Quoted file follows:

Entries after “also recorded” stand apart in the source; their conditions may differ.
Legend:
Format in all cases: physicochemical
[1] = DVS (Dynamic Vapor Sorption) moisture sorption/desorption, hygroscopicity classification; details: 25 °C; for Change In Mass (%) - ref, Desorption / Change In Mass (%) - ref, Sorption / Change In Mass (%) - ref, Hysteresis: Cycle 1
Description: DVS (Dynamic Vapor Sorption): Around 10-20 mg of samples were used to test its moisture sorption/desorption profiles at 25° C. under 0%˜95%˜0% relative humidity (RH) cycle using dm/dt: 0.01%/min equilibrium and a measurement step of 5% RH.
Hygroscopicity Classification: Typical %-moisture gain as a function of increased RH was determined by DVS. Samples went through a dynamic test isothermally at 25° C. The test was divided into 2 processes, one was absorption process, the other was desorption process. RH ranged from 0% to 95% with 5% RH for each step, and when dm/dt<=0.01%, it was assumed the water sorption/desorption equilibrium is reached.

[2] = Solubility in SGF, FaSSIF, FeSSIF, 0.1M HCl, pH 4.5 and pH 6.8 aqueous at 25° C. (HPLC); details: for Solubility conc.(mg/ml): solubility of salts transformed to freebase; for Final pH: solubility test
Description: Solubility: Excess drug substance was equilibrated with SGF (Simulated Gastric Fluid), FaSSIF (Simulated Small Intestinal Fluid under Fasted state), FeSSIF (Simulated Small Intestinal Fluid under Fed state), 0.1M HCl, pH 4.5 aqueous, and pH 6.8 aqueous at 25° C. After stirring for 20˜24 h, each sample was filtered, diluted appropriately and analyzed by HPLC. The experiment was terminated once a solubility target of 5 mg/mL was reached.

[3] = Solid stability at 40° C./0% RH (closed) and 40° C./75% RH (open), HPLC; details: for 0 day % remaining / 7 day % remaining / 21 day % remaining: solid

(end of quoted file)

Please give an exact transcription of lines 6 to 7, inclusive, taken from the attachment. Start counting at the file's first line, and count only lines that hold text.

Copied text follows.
Hygroscopicity Classification: Typical %-moisture gain as a function of increased RH was determined by DVS. Samples went through a dynamic test isothermally at 25° C. The test was divided into 2 processes, one was absorption process, the other was desorption process. RH ranged from 0% to 95% with 5% RH for each step, and when dm/dt<=0.01%, it was assumed the water sorption/desorption equilibrium is reached.

[2] = Solubility in SGF, FaSSIF, FeSSIF, 0.1M HCl, pH 4.5 and pH 6.8 aqueous at 25° C. (HPLC); details: for Solubility conc.(mg/ml): solubility of salts transformed to freebase; for Final pH: solubility test